Once the material falls through bottom tray 126 it builds up on a bed of fine fibre 127 supported on a membrane 128 and drainage cells 129 that are positioned during start-up.
As the solids build up on bed 127 they fall into the centre well 131. Some liquid also flows into this well 131 either with the solids or through drainage holes 132 from drainage cells 129. Pump 133 in well 131 is activated when the liquid reaches a pre-determined height. The solids and the liquid in well 131 are then pumped to an annular distribution pipe 134 and pass through small holes into a collection tube consisting of agricultural pipe covered by filter sock. The solids are retained in the tube for removal during a service of the apparatus and the liquid passes through the sock into the top of the trickle beds 130. Alternatively the liquid and solids can be pumped to a vegetation cell as in the first embodiment.
The trickle beds 130 are separated from the first treatment zone 120 by a wire screen and porous shade cloth membrane 136 in the upper section of the chamber 111 and by an impervious membrane 137 at the base of the chamber 111.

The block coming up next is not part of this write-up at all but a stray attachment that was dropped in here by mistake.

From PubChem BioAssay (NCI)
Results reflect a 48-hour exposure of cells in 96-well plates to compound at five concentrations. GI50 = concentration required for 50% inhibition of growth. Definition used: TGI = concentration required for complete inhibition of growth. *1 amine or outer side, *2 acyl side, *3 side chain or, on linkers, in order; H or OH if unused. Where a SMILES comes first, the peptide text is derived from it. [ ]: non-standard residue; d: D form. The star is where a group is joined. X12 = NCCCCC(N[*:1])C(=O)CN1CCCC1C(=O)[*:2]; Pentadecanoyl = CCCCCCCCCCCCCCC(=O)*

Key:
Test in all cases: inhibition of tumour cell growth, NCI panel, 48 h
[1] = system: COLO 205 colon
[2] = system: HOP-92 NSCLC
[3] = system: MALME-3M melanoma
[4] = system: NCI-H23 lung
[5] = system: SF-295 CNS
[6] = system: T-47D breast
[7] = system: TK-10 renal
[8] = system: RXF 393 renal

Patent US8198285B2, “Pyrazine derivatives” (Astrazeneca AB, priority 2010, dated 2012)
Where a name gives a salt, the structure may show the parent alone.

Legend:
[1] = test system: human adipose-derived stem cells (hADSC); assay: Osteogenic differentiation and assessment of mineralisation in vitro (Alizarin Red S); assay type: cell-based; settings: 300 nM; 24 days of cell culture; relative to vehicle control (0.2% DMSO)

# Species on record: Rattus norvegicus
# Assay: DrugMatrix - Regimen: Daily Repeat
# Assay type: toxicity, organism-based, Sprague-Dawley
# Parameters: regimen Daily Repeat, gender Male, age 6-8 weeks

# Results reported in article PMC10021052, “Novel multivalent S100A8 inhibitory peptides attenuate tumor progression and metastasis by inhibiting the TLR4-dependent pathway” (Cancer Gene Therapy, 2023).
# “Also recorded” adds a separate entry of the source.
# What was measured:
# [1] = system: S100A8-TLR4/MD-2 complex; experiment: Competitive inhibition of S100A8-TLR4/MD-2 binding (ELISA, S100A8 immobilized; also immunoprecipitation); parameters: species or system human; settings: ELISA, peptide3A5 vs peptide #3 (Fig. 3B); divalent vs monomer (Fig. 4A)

Aerobic bacteria form within the trickle beds 130 and serve to reduce the BOD and nitrogen in the wastewater as it passes through the beds 130.
The liquid leaving the trickle beds 130 passes into the collection chamber 139.
The liquid from the collection chamber 139 flows into pump well 141 where it is pumped by pump 142 out of the chamber 139. The liquid can be recirculated back through the trickle beds 130, pumped to a granular filter of a further liquid treatment apparatus 160, or used for cleaning the separation cone 113.
The liquid is recirculated to the trickle beds 130 through annularly disposed, distribution nozzles 143. The frequency of recirculation is set by a controller to maximise BOD reduction in the trickle beds 130. The recirculation continues either until a low level float probe in well 141 is activated or the recirculation time set in the controller is exceeded. The liquid passes down through the beds 130 which comprises a alternate layers of fine media 144, such as peat moss, followed by course media 145, such as chopped up 63 mm agricultural pipe. Each layer of the course media 145 is ventilated through holes in vent pipe 135.